‘We ran for our lives’, says Grantham family caught up in Manchester terror attack
A Grantham family caught up in Monday’s terror attack at Manchester Arena have described the moment they were turned away from entering the foyer just seconds before a suicide bomber blew himself up, killing 22 people and injuring 59 more.
Clare Goodband, 43, of Kestrel Court, was at the arena to watch American singer and actress Ariana Grande perform her ‘Dangerous Woman’ tour as a birthday treat for her daughter Shanie Stimson, who turned 17 in March.
The mum and daughter had travelled to Manchester with Clare’s partner, Steven Stimson, 43, and son Pierce Stimson, 20, earlier in the day. After shopping and something to eat, the family went their separate ways, with Steven and Pierce heading to the Arndale Centre, while Clare and Shanie started to queue up in the arena foyer for the concert.
Clare said: “It actually took about an hour to queue up before the concert. Once we got to the double doors leading into the foyer, the security checked our bags, removing a Dr Pepper from Shanie’s bag before waving us through.”
Once inside the arena, they found their seats in the ground floor seating section, directly in front of the stage.
Clare added: “When Ariana came on stage just after 9pm, everyone started singing and dancing and having a really great time.
“There was absoutely nothing to suggest what was about to happen.”
The concert finished just after 10.30pm but Ariana surprised fans by performing an encore song. But hoping to beat the crowds, Clare and Shanie headed towards the stairway they had come in by, which led to the foyer where 22-year-old Salman Abedi was to detonate a home-made bomb.
Clare said: “We’d just reached the double doors leading down to the foyer exit, when one of the stewards suddenly put her arm out and asked us to find another exit as it was getting too busy. Just as we headed back down the steps and into another stairway, we heard an almighty bang and the ground shook below us.
“Everyone started screaming and running around in every direction, but one of the workers close by screamed at us to stay put. We stood together for about 15 minutes, until he told us where to go.
“We were still a bit confused about what had actually happened but then people started running towards us saying that they’d been a bomb.
“I grabbed Shanie’s hand and just screamed at her to run. Not knowing if another bomb was about to go off, we felt like we were running for our lives.”
Once outside, they were greeted with a scene of chaos as parents desperately tried to find their children and the emergency services started to arrive.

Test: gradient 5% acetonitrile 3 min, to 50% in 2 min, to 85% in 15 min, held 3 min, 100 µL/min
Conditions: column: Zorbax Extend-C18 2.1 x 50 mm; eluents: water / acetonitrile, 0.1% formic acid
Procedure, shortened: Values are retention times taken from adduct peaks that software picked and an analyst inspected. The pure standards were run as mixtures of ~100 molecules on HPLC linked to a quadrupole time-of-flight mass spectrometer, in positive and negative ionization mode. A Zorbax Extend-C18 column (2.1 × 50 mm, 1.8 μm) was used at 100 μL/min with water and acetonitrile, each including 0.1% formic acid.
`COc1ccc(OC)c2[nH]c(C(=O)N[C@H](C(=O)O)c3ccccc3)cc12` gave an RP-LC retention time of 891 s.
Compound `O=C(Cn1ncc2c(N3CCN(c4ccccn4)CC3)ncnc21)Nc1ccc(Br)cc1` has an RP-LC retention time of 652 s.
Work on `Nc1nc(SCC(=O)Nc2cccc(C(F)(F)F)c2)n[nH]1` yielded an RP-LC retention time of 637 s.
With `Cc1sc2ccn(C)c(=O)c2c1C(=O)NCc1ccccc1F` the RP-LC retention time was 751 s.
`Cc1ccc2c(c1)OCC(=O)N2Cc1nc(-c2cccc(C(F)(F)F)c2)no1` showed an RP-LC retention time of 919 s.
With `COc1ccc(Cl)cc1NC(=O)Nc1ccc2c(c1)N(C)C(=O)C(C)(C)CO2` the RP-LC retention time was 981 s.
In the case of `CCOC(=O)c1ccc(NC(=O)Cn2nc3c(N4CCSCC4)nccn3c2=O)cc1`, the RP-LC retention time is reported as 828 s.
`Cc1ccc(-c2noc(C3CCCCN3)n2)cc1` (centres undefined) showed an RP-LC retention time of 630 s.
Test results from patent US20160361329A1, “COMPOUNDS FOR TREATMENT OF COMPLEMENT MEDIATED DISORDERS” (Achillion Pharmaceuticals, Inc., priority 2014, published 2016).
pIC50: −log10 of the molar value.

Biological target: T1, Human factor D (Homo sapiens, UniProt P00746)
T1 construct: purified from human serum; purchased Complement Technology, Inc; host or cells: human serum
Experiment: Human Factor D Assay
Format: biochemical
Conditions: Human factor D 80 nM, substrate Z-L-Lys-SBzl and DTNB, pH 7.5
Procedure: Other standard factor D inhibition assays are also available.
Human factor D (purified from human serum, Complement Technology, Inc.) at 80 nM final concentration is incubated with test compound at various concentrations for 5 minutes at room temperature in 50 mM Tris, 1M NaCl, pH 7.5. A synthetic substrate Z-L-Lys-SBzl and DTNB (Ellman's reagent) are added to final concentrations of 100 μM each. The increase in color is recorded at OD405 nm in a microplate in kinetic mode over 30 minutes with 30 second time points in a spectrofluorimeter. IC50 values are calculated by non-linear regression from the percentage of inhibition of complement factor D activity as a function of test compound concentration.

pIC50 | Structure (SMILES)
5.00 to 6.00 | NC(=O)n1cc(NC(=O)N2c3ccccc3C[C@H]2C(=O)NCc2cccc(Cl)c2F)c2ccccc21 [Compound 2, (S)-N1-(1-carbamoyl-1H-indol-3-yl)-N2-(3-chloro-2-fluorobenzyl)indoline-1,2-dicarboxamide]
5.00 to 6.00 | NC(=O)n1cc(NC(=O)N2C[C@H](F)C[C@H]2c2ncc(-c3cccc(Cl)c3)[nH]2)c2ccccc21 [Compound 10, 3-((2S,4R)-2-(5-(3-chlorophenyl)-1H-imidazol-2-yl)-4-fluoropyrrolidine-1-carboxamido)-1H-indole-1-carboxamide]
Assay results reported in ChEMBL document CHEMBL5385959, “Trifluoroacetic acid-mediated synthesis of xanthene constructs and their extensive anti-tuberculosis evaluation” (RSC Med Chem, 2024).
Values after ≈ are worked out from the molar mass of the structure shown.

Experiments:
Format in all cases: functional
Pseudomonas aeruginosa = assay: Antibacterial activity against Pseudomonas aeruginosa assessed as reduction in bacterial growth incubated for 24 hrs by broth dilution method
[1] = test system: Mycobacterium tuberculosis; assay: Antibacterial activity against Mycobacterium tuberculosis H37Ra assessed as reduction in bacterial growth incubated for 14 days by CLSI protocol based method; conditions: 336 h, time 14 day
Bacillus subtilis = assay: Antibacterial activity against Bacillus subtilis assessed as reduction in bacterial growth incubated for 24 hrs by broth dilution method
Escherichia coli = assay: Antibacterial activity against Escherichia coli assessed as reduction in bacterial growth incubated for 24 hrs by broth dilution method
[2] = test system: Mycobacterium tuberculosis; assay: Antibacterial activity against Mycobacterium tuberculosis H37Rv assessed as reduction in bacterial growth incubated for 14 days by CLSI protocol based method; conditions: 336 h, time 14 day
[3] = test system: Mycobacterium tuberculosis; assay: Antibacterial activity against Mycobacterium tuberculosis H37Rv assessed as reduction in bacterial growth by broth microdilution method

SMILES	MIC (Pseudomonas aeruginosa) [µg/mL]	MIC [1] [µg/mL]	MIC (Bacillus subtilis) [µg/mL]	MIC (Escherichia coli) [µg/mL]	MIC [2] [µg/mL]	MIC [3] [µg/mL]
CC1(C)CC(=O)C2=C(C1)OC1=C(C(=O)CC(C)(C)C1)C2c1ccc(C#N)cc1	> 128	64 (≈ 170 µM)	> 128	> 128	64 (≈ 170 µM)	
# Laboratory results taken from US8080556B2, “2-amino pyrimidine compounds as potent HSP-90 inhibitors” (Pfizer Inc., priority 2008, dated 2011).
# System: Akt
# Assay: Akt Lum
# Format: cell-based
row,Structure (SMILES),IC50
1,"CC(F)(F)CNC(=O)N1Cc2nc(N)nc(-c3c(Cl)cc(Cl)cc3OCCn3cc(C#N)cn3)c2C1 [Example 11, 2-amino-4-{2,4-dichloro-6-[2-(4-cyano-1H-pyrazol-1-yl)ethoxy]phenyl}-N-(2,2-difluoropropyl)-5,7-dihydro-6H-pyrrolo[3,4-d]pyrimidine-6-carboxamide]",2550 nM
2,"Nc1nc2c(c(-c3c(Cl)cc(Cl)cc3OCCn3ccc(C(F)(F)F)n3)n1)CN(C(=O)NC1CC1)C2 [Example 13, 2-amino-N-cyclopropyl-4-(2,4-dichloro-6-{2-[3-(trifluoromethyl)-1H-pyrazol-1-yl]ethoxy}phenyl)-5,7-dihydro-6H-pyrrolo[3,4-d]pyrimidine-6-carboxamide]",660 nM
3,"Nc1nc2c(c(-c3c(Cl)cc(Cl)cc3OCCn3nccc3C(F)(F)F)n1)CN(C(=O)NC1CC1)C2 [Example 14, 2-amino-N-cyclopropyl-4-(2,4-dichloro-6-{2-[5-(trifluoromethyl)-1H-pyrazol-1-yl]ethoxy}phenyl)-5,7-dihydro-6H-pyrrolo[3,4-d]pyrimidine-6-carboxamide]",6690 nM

Clare said: “It was then that I realised that I’d missed several calls from Steve and Pierce. We didn’t have any signal inside the arena, so they were not able to get through. Unbeknown to us they’d actually moved the car from the arena car park to a side street 30 minutes before the concert finished and were planning on calling us to let us know to head there instead of the foyer. I’m just so thankful they did.
“They heard the explosion but unsure what it was, they just kept trying to ring me. It wasn’t until they saw a man crying and holding his two daughters that they realised that something had happened before another man told them that they’d been a bomb gone off inside the arena.”
Clare finally got through to Steven who told them to head towards the street where they had parked the car.
“We were so disorientated that we actually got lost several times before we finally found the street,” she said. “As soon as we saw them, we literally fell into their arms, before heading straight to the car. We wanted to get the kids out of there as soon as we could. They may be 17 and 20 years old but no parent wants their children to witness scenes like that.”
Although the family had parked close to the arena car park, it took them nearly an hour to get out of Manchester.
Clare added: “There was so many people in the streets just milling around looking dazed. Some people had just abandoned their cars in the middle of the road. We tried to go down several roads but the emergency services had blocked them off.”
As they reached the outskirts of Manchester, they stopped off at a garage for a drink and Shanie came across another girl trying to clean blood off herself in the toilets.
Shanie, a sixth former at Walton Girls’ High School, said: “We just looked at each other and nodded. I think we both knew what we had both just been through. After the girl had left, the woman behind the counter explained that she was only 13 years old.”
The family arrived home in the early hours of Tuesday morning but, unable to sleep, Clare watched the news for updates, adding: “Once morning broke and people started finding out what had happened, I started receiving messages and phone calls from concerned family and friends. I’d been updating my Facebook status and posting pictures from the concert earlier in the night, so everyone was worried about us. I’ve had over 100 messages of support on social media.”
Despite being in shock, Shanie still went to school on Tuesday to sit her childcare exam. She said: “I didn’t want to go as I didn’t want to face any crowds, but I had no choice. My exams are important for my future.”
A few days in and Clare and Shanie are slowly coming to terms with what happened but wants to remind people to be careful, no matter where they are.
Clare added: “I’ve watched all the terror attacks on the TV but I never ever thought that my family would be involved in one. Watching events on TV and actually being there is completely different.
“We can’t face watching the news yet, as it just takes us straight back to that moment. I’m sure we will learn to live with what happened eventually, but we are taking it one day at a time at the minute.
“I just want to warn people to be careful no matter where you are. I never thought it would happen to me, but it did.”